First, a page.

How do you pin a corsage on a strapless gown? This question was posed by florists in the early 1950s, when strapless evening and ball gowns were all the rage. In lieu of pinning the corsage on a shoulder strap, florists suggested creative alternatives. Create a floral medallion by tying a single bloom with silver cord, suggested a Pennsylvania florist in 1950. Or use a wire base to distribute the weight of the flowers more evenly; this solution was the idea of a Chicago floral design instructor.1
Corsages aside, strapless gowns sometimes provoked outrage over the amount of skin they revealed. In 1951, Princess Margaret, younger sister of the current Queen Elizabeth, wore a strapless gown at the opening of a London concert hall. This was the first time a member of the royal family wore a strapless gown in public.2 Princess Margaret had been interested in the style since 1949, when she purchased a strapless Christian Dior evening gown. Her mother was reportedly shocked, and insisted on the addition of straps! Though the British royal family isn't known for being fashion-forward, there were other conservative protests against the style. In 1953, a New Jersey school board stopped short of forbidding strapless gowns at dances and proms. Instead, the school superintendent appealed to parents and students to wear conservative gowns with straps or sleeves to school functions.3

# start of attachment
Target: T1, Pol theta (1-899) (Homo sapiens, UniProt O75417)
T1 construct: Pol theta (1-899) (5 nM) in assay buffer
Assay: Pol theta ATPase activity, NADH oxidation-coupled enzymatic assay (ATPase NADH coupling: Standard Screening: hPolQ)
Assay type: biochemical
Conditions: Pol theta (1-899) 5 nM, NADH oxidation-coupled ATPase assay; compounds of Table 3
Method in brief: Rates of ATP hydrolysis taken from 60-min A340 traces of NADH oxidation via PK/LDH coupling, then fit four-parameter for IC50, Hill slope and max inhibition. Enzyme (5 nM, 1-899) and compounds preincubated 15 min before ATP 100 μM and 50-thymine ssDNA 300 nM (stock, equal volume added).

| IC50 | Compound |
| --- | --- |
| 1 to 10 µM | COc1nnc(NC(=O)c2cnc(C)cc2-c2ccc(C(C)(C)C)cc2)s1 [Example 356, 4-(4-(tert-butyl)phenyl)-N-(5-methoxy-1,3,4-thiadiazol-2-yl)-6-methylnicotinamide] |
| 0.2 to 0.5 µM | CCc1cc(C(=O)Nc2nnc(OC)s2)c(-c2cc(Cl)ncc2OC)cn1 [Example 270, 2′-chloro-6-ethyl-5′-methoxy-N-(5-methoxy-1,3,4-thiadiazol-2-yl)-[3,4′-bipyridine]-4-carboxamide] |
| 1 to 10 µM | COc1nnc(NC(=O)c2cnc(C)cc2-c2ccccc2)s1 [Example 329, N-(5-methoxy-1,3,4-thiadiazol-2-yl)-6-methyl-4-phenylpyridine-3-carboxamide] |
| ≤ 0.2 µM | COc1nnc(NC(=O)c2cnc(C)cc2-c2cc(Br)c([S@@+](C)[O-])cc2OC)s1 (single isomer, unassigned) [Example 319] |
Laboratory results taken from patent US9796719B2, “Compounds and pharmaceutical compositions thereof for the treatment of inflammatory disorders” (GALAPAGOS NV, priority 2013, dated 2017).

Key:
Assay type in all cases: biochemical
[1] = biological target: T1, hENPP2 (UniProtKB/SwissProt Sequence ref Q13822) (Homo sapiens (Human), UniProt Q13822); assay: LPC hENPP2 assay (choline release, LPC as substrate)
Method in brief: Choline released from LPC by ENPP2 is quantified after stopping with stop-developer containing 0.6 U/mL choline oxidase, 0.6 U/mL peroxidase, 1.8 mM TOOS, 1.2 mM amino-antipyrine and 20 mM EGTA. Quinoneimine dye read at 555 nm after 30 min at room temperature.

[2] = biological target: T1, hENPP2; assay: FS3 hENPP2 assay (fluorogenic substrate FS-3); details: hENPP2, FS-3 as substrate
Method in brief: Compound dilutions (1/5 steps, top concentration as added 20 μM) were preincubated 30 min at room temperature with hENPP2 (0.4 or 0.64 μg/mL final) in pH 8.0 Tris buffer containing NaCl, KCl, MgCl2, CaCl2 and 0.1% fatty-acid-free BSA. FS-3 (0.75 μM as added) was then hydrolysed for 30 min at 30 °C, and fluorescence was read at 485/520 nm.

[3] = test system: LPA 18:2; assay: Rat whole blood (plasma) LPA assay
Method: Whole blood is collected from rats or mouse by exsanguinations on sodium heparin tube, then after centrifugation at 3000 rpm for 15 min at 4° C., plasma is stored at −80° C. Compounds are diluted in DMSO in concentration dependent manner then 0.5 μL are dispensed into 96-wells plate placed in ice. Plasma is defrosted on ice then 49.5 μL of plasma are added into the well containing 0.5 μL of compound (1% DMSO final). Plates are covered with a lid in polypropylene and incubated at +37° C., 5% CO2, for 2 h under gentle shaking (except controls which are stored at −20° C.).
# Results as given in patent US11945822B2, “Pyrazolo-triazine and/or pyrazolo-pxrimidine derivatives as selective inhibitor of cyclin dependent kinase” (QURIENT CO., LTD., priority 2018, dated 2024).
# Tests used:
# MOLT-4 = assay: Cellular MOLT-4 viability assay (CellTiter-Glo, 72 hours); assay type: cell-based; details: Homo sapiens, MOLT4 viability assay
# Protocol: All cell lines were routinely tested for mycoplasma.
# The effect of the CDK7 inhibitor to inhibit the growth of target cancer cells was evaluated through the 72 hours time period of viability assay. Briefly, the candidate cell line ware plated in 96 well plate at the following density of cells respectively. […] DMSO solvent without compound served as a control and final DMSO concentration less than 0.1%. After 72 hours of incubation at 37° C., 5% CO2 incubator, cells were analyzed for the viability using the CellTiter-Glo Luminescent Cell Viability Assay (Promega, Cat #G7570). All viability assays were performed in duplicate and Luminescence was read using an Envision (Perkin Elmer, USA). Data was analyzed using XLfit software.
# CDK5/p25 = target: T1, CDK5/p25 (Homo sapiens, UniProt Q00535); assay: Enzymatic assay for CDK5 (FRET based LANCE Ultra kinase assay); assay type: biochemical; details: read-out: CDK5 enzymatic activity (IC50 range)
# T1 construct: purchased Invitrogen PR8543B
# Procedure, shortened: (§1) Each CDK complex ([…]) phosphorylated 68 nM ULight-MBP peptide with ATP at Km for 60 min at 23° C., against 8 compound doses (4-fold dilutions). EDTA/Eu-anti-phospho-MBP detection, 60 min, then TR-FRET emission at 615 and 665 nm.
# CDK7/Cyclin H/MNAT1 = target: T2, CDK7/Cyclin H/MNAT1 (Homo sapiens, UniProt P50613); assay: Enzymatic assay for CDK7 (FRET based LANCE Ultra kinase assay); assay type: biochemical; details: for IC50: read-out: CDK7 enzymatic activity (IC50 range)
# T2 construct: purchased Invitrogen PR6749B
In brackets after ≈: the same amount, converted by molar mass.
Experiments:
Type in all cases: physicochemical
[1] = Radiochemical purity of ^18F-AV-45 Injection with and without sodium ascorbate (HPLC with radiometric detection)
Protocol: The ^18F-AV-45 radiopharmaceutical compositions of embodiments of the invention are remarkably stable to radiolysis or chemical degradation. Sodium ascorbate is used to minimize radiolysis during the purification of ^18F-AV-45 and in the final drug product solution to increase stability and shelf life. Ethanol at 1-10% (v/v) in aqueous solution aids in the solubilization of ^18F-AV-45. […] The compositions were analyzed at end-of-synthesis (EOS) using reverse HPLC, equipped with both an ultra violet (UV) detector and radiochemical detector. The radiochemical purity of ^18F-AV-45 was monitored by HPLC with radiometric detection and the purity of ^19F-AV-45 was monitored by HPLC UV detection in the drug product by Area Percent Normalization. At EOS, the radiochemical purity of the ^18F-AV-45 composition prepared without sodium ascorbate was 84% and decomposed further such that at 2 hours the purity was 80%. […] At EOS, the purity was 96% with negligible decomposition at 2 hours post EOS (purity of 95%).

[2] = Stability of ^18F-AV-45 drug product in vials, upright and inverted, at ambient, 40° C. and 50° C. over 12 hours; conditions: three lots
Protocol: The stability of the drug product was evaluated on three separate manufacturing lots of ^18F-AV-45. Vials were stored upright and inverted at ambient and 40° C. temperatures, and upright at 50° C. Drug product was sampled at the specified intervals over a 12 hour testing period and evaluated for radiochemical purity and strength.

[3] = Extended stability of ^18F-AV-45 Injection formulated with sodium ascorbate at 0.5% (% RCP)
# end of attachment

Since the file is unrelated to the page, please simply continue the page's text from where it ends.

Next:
Despite conservative resistance to the style, strapless gowns were the evening style during the early 1950s. Christian Dior popularized the style beginning in the late 1940s when he introduced beautifully embellished strapless evening gowns. The evening gown pictured in this post was designed by Gothe, a New York dress design and manufacture firm led by husband and wife Irene Zerner Gothe and David E. Gothe. Though Irene was head designer, David was credited with helping to design many of the company's dresses. Gothe produced mainly evening wear, examples of which were featured in The New York Times and Vogue during the late 1940s and into the 1950s.
This Gothe gown features a rounded sweetheart neckline and glittering sequin embellishment. It has bodice boning and princess seams, which are reinforced at the waist with curved metal rods. This inner structure helps gown maintain its elegant silhouette. The soft pink color, in this case with a white net over-layer, is typical of the era. Other popular colors included lilac, seafoam green, pink, ivory and biscuit. In December 1952, Vogue called pale evening gowns the "great evening fashion of the season."4
1 "Girls With Strapless Gowns May Hang Corsages on Neck." Los Angeles Times 16 Mar. 1950: 27.
2 "Princess Wins Her Fight--To Wear a Strapless Gown." The Washington Post 8 July 1951: S3.
3 "Prom Gowns Censored." The New York Times 4 June 1953: 37.
4 "The Pale Dress: A Jewel in Itself." Vogue Dec. 1952: 58.